An anti-assignment clause prevents either of the parties to a contract from assigning tasks to a third party without the consent of the non-assigning party.

Anti-assignment clauses are of two types:

  • One that prohibits the assignment of work or service pursuant to the contract.

  • One that prohibits the assignment of payment under the contract.

The clause that prohibits the assignment of work or service is a valid clause, completely enforceable and does not bear much importance. However, the clause that prohibits the assignment of payment is a more complex clause that affects crucial buying and selling decisions.

Are Anti-Assignment Clauses That Prohibit Assigning Payments Enforceable?

As an anti-assignment clause prohibits the assignment of payment, it affects business and thus is unenforceable and ineffective under Section 9-406 of the Uniform Commercial Code. The code clearly states that clauses pertaining to "Discharge of Account Debtor, Notification of Assignment, Identification and Proof of Assignment, Restriction on Assignment of Account, Chattel Paper, Payment Intangibles and Promissory Notes" are ineffective and void.

What Should a Factor Do If a Client's Contract Contains an Anti-Assignment Clause?

Most factors prefer not to enter into an agreement with a client whose contract contains any anti-assignment clause to avoid hassle in the future. However, legal experts suggest that factors should ignore the anti-assignment clauses in the contract and proceed with business as usual along with providing a Notice of Assignment to the account debtor.

Even if the factor decides to proceed with the business decision with the said client, he should be aware that the account debtor may not want to engage in commercial activities with the factor, and may even create difficulties in dealings and collection. Though an anti-assignment clause does not deter the factor's decision to enter into a business arrangement with an account debtor or his ability to be paid given the issuance of a Notice of Assignment, it is for him to decide if the efforts are worth the business. However, to ensure a fool-proof commercial and business dealing, the factor can obtain a signed Estoppel Letter from the account debtor to avoid all future disputes.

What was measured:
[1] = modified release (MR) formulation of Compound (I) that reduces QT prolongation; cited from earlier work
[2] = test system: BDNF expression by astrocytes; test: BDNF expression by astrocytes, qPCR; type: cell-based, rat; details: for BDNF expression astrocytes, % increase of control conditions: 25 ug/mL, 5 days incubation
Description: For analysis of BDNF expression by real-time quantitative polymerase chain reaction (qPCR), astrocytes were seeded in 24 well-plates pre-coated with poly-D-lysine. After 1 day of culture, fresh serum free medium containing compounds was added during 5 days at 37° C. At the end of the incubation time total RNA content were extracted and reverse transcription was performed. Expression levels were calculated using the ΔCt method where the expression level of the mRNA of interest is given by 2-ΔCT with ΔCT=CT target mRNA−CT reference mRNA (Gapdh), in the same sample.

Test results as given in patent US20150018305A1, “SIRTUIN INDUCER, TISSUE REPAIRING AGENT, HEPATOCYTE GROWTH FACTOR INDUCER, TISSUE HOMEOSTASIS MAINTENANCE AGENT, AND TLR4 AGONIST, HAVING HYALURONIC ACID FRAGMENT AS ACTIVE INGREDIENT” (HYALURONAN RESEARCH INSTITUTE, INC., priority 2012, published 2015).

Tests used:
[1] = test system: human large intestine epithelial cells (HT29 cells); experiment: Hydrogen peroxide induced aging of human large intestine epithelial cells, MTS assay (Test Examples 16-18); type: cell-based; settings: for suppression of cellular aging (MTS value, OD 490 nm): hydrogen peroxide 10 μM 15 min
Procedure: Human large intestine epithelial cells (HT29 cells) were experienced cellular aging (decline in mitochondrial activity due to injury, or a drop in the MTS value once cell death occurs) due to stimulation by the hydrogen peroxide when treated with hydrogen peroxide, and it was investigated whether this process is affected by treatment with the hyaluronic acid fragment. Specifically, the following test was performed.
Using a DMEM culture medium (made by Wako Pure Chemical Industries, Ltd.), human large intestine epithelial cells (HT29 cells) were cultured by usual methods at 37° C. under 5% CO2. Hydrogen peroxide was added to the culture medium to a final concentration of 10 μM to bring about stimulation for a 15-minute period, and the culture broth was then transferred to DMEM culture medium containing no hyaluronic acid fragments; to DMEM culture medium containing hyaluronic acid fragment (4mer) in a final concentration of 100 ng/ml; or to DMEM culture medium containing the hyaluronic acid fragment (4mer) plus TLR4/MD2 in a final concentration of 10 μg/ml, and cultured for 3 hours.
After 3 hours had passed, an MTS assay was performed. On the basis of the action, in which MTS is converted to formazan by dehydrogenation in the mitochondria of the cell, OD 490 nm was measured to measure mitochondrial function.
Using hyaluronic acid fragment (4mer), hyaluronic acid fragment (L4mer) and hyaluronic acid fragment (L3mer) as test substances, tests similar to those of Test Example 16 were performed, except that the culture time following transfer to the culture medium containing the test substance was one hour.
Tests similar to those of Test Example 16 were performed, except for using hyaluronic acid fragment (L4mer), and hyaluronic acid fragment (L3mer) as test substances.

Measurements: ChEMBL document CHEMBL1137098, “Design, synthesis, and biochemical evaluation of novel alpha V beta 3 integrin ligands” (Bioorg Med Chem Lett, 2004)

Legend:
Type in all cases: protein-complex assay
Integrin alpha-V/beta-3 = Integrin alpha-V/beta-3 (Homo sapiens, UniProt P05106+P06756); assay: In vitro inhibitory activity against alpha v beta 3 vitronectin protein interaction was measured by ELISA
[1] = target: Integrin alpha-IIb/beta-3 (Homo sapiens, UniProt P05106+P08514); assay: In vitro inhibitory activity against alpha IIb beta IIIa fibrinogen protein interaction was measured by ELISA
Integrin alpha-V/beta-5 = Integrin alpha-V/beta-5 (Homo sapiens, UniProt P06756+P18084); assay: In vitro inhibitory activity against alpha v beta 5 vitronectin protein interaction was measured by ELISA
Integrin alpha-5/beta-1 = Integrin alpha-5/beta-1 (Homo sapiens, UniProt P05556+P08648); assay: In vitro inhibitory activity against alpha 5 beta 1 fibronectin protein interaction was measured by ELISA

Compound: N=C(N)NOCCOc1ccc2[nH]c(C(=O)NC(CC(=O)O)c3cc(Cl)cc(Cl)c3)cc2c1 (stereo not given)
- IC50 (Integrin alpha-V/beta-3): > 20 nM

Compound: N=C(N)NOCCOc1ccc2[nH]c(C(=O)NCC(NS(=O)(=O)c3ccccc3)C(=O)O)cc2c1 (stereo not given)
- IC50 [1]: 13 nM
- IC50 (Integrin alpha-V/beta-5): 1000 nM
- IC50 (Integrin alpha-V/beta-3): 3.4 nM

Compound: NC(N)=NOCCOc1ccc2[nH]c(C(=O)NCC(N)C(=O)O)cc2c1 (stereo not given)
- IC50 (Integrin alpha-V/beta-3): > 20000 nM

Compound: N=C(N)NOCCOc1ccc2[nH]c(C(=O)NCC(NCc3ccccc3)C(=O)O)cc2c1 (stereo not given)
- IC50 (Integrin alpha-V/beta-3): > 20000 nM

What Are the Anti-assignment Provisions and Their Effect on Transaction Structures?

Most commercial contracts end with a clause, ”Neither this Agreement nor any of the rights, interests or obligations under the Agreement shall be assigned, in whole or in part, by operation of law or otherwise by either party without the prior written consent of the other party.” This is the anti-assignment clause that ensures the interest of both the parties and that none of the two parties transfer any rights to any other individual with our prior consent of the other main party.

Often, a contract assignment issue plays an important factor in merger and acquisition prospects as buyers want to acquire all customer and vendor contracts. However, if any of the contracts bound by the anti-assignment clause need the approval of the other party, it could lead to additional costs for the buyer, which may affect the decision. The general notion is that most contracts are assignable unless categorically included anti-assignment clauses.

What Is the Typical Anti-assignment Language to Look Out For?

There are numerous ways of including an anti-assignment provision in the contract. However, the AIA Standard Form of Agreement contains the following anti-assignment provision:

  • The Party 1 and Party 2, respectively, bind themselves, their partners, successors, assigns, and legal representatives to the other party to this Agreement and to the partners, successors, assigns, and legal representatives of such other party with respect to all covenants of this Agreement. Neither Party 1 nor Party 2 shall assign this Agreement without the written consent of the other.

What Are the Recommendations for Parties Entering Into Construction Contracts?

Usually, when commercial agreements are drawn, parties tend to focus on the key business aspects but pay no heed to anti-assignment provisions. It is thus the main responsibility of a corporate lawyer to study, analyze, and dissect agreements to ensure the best for their clients.

  • Check the miscellaneous sections of any agreement to rule out any anti-assignment clause in the contract.
  • Read and understand the finer points of the anti-assignment clause in the contract, if any.
  • Negotiate changes in the anti-assignment clause prior to signing the contract.

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